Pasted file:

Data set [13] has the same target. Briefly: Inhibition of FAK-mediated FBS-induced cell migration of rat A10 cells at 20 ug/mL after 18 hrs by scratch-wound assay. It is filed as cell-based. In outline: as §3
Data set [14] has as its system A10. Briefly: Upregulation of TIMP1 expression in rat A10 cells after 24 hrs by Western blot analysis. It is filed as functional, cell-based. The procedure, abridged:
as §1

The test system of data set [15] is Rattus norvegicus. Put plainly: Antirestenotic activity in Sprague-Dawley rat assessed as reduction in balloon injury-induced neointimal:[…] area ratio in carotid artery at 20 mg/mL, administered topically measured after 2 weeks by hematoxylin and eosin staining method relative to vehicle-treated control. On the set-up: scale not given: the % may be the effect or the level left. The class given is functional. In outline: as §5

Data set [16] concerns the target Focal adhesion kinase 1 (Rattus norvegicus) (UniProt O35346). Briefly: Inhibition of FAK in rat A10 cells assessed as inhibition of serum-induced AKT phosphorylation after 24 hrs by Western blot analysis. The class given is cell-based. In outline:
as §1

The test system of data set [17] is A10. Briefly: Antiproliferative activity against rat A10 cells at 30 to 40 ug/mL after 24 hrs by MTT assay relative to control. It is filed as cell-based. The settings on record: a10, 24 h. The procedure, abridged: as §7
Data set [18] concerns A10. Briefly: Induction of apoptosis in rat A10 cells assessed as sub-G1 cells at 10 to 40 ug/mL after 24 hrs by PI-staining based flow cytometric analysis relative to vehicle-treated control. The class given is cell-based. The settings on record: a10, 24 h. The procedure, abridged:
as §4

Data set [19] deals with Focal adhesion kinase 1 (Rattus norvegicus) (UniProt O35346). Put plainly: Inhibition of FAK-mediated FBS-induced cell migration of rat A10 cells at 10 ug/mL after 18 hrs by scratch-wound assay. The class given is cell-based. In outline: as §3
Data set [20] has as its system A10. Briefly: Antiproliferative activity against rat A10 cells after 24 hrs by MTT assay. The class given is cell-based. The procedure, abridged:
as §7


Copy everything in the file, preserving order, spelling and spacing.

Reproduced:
Data set [13] has the same target. Briefly: Inhibition of FAK-mediated FBS-induced cell migration of rat A10 cells at 20 ug/mL after 18 hrs by scratch-wound assay. It is filed as cell-based. In outline: as §3
Data set [14] has as its system A10. Briefly: Upregulation of TIMP1 expression in rat A10 cells after 24 hrs by Western blot analysis. It is filed as functional, cell-based. The procedure, abridged:
as §1

The test system of data set [15] is Rattus norvegicus. Put plainly: Antirestenotic activity in Sprague-Dawley rat assessed as reduction in balloon injury-induced neointimal:[…] area ratio in carotid artery at 20 mg/mL, administered topically measured after 2 weeks by hematoxylin and eosin staining method relative to vehicle-treated control. On the set-up: scale not given: the % may be the effect or the level left. The class given is functional. In outline: as §5

Data set [16] concerns the target Focal adhesion kinase 1 (Rattus norvegicus) (UniProt O35346). Briefly: Inhibition of FAK in rat A10 cells assessed as inhibition of serum-induced AKT phosphorylation after 24 hrs by Western blot analysis. The class given is cell-based. In outline:
as §1

The test system of data set [17] is A10. Briefly: Antiproliferative activity against rat A10 cells at 30 to 40 ug/mL after 24 hrs by MTT assay relative to control. It is filed as cell-based. The settings on record: a10, 24 h. The procedure, abridged: as §7
Data set [18] concerns A10. Briefly: Induction of apoptosis in rat A10 cells assessed as sub-G1 cells at 10 to 40 ug/mL after 24 hrs by PI-staining based flow cytometric analysis relative to vehicle-treated control. The class given is cell-based. The settings on record: a10, 24 h. The procedure, abridged:
as §4

Data set [19] deals with Focal adhesion kinase 1 (Rattus norvegicus) (UniProt O35346). Put plainly: Inhibition of FAK-mediated FBS-induced cell migration of rat A10 cells at 10 ug/mL after 18 hrs by scratch-wound assay. The class given is cell-based. In outline: as §3
Data set [20] has as its system A10. Briefly: Antiproliferative activity against rat A10 cells after 24 hrs by MTT assay. The class given is cell-based. The procedure, abridged:
as §7